Ecologist Dr Dave Berman, who has studied wild horses around Australia since 1984, believes they pose one of the greatest land management challenges of our time. “They need to be tackled on a national scale and that approach needs to be holistic,” says Dave, who readily admits that his first showjumping horse was a brumby.
“We can’t just say that they are a pest. The history and mythology is important, too. They are a lovely animal but they are causing damage. There are too many horses breeding too quickly. We need to work with all the interest groups to find an agreed approach and consider all the methods available to manage our feral horses,” he adds. “Done properly, both shooting horses from helicopters and transporting them long distances can be acceptable. In places like the Snowy Mountains, with larger populations expanding, lethal methods of control are now necessary.”
The deserts of the Red Centre challenge even the toughest wild horses.
ONE THING WORKING in their favour, however, is that Australia’s wild horses have proven themselves adaptable and easy to train. Revered for their stamina, agility and sure footedness, former brumbies compete in a variety of arenas, from endurance riding and pony club competition to bush racing and showjumping. Jill Pickering, ABA president, says they have been used to support disadvantaged youth, in equine-assisted learning and even to rehabilitate prisoners.
But the alliance is keen to see the identification of a “viable, sustainable population number that will not overtax the landscape… When brumby numbers are kept in check so that they don’t over run the indigenous animals and plants, they help the land,” she says. “Their manure serves as a fertiliser and their cropping reduces the fire risk.”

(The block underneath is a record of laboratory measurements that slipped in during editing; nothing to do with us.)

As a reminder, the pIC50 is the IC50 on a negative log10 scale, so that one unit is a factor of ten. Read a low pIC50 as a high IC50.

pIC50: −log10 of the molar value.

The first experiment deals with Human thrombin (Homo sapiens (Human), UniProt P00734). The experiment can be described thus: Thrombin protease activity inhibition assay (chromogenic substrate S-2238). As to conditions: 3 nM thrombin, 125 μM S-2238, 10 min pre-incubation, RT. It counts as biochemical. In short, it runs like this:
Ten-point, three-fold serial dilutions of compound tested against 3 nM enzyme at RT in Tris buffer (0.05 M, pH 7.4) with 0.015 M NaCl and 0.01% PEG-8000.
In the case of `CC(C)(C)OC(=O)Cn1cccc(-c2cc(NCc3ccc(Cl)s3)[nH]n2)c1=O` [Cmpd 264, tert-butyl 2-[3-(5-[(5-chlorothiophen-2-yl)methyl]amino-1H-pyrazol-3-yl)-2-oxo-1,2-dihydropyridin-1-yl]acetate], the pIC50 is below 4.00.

People such as Erica Jessup, co-founder of the Guy Fawkes Heritage Horse Association, report increased demand for brumbies captured during trapping operations in national parks. “They have become very fashionable; they are the most versatile animals and we recently had a truckload go to SA and Gippsland,” she says.
Catherin McMillan, a portrait artist and brumby enthusiast from the NSW South Coast, prides herself in having owned a number of these “heritage horses” and currently has one in training. “Once they bond with you, they will jump through fire for you,” she says. “They are intelligent and so willing to please, and very patient with kids. My frail, elderly mother even rode one of my just-started brumbies. More people are starting to see brumbies as an asset and asking where they can get one.”
Attitudes – but of a very different kind – are also changing in the central deserts, according to Central Land Council spokesman Sam Rando. There was a huge outcry when an aerial cull was first mooted in May 2013 on Tempe Downs station, south-west of Alice Springs, to protect waterholes and cultural sites from feral horses. Some 24,000 people signed a petition in opposition.
“People were saying they should be captured and trucked to the coast and adopted out. They seemed to think that trucking was a benign option, but a lot of horses are killed or injured in the yards or during transport,” Sam says. “Indigenous people don’t like to see horses shot, but they see the degradation of country and horses starving or dying from a lack of water, and believe that shooting can be the more humane option, which has been supported by independent veterinarians. There is a lot of romantic, wishful thinking; the reality is much more difficult.”
Whichever side of the fence you sit on, wild horses are now an established part of the Australian landscape, just like feral donkeys and camels, deer and pigs. Land managers concede that they could never rid the country of all horses, even if they wanted to. That suits horse advocates, who regard them as noble emblems of the toughness and fighting spirit that characterises Australians.
For Antoinette Campbell, whose husband is Banjo Paterson’s only great-grandson, joining one of Peter Cochran’s riding treks in the Snowy Mountains in October 2015 was the fulfilment of a lifelong dream. “To read Banjo’s poetry and then experience the horses in the High Country, one cannot help but feel an amazing connection with these magnificent animals and the rawness of the plains that are their home,” she says.
This article was originally published in the Jan-Feb 2016 edition of Australian Geographic (AG130).